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Dione's leading/trailing dichotomy at 2.2 cm

Abstract : The surface of Dione, Saturn’s fourth-largest moon, is affected by a variety of processes, both exogenic and endogenic, although the satellite does not seem to be active today [e.g., 1]. Like its neighboring mid-sized icy airless satellites Tethys and Rhea, it exhibits a leading/trailing dichotomy, observed at UV to IR wavelengths [e.g., 2]. This dichotomy has also been reported at 2.2 cm wavelengths, in the unique resolved observation acquired by the Cassini Radar on Dione [3, Fig. 1b]. The leading hemisphere is more radar-bright than the trailing hemisphere, implying greater water ice purity on the leading side. This asymmetry may be caused by the deposition of E-ring material on the leading side, and/or by contamination by a non-icy material on the trailing side. Herein, we examine Cassini radiometry observations of Dione.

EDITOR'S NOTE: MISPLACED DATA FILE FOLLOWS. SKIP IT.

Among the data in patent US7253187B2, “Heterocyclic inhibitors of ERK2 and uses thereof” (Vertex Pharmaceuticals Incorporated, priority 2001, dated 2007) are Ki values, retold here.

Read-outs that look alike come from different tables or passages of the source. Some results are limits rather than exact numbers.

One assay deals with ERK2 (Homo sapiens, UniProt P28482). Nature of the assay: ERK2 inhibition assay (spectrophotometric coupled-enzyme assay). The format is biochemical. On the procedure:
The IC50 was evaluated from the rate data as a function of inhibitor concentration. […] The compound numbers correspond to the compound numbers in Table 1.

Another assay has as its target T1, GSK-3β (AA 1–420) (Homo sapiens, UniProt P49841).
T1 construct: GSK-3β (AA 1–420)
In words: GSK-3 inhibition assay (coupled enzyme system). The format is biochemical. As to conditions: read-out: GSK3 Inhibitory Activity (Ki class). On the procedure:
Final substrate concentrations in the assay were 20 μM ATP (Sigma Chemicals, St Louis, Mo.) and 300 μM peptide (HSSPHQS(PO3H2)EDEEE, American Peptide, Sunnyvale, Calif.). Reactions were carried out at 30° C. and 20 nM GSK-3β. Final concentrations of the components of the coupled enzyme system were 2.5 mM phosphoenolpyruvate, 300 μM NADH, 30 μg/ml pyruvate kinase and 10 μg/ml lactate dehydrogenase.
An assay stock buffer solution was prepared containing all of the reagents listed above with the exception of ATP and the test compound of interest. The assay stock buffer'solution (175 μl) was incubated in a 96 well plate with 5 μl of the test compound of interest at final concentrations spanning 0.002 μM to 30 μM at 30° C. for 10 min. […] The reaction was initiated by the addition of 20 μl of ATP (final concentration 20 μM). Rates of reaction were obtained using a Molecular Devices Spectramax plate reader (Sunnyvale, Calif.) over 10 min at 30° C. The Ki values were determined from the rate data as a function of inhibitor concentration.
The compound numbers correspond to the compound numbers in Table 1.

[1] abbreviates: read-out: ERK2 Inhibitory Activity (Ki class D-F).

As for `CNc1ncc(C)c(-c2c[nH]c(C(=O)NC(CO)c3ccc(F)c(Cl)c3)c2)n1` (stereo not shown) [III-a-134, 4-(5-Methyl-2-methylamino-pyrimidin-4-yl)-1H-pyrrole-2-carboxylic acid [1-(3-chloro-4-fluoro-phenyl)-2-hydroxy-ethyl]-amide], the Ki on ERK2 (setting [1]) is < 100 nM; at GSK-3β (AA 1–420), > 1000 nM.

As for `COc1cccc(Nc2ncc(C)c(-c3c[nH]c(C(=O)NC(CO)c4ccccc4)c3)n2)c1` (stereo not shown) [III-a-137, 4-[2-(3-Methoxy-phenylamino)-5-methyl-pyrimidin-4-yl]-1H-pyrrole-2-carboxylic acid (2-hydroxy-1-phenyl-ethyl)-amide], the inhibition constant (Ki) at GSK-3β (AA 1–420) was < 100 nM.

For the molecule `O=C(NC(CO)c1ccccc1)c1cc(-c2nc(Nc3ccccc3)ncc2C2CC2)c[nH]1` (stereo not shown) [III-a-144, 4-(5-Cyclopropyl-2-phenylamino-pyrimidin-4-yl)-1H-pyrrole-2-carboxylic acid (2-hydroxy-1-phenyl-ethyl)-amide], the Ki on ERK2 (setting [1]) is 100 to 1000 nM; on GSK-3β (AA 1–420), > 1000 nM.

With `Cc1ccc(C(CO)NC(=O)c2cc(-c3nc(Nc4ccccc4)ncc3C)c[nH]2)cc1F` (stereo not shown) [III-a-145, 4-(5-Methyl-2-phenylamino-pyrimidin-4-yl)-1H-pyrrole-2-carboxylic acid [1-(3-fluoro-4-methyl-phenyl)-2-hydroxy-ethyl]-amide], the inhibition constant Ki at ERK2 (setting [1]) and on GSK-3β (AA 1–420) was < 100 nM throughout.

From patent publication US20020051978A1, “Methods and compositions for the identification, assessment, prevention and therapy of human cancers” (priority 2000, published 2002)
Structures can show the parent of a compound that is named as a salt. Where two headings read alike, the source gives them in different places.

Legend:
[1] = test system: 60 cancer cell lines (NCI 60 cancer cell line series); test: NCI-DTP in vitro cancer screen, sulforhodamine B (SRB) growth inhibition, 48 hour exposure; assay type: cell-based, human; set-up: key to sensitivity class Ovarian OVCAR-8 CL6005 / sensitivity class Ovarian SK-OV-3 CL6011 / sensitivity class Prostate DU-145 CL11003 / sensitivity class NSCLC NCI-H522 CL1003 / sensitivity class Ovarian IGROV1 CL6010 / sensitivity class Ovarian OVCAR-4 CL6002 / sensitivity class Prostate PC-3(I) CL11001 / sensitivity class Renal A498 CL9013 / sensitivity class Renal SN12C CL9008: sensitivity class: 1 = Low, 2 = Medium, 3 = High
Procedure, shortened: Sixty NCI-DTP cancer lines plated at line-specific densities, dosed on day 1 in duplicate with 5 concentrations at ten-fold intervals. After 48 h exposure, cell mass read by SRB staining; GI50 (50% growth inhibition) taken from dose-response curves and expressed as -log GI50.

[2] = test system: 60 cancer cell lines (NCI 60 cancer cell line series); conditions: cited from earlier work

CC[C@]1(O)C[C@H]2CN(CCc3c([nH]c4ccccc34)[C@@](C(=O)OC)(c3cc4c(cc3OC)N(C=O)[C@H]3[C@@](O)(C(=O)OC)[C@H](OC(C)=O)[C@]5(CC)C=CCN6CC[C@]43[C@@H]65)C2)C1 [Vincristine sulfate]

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Submitted on : Friday, September 18, 2020 - 6:14:10 PM
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  • HAL Id : insu-02943256, version 1


Léa Bonnefoy, Alice Le Gall, Marie Azevedo, Emmanuel Lellouch, Cédric Leyrat, et al.. Dione's leading/trailing dichotomy at 2.2 cm. Europlanet Science Congress EPSC 2020, Sep 2020, Virtual Meeting, Germany. pp.EPSC2020-329. ⟨insu-02943256⟩



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